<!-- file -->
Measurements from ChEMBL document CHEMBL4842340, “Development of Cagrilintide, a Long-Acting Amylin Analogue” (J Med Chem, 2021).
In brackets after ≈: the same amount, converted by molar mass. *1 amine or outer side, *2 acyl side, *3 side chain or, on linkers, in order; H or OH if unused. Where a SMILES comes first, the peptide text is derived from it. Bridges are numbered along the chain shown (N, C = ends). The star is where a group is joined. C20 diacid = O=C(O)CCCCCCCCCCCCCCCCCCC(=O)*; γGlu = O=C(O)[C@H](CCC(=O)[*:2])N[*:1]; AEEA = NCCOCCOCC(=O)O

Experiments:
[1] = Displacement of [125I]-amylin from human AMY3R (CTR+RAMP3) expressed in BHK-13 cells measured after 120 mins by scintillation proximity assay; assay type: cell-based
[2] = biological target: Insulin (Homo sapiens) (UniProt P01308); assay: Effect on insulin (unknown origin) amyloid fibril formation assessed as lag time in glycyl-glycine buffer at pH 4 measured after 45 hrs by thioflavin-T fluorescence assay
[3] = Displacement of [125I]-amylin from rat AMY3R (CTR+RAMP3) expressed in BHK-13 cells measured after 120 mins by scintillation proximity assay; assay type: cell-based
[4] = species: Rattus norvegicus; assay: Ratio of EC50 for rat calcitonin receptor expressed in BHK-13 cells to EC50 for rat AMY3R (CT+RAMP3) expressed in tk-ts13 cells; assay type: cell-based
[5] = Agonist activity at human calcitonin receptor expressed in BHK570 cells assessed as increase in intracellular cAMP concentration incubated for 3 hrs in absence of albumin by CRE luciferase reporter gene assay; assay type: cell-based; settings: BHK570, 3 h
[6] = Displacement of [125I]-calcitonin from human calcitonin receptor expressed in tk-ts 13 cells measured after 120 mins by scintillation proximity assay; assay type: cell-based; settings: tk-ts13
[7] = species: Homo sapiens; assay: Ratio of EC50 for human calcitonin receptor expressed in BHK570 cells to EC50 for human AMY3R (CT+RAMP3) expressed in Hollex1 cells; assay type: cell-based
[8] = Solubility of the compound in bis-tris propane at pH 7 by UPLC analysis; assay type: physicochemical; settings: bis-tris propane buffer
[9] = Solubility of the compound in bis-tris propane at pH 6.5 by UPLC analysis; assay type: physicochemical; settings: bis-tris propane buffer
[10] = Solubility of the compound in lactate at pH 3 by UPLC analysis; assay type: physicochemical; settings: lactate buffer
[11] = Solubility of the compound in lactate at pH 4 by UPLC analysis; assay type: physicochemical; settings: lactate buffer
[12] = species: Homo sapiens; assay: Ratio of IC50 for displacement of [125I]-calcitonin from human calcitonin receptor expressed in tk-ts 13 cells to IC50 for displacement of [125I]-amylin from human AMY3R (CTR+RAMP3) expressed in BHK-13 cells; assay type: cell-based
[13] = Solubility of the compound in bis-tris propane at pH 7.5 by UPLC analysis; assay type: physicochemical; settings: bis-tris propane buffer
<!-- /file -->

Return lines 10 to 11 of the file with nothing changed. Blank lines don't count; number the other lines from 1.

[7] = species: Homo sapiens; assay: Ratio of EC50 for human calcitonin receptor expressed in BHK570 cells to EC50 for human AMY3R (CT+RAMP3) expressed in Hollex1 cells; assay type: cell-based
[8] = Solubility of the compound in bis-tris propane at pH 7 by UPLC analysis; assay type: physicochemical; settings: bis-tris propane buffer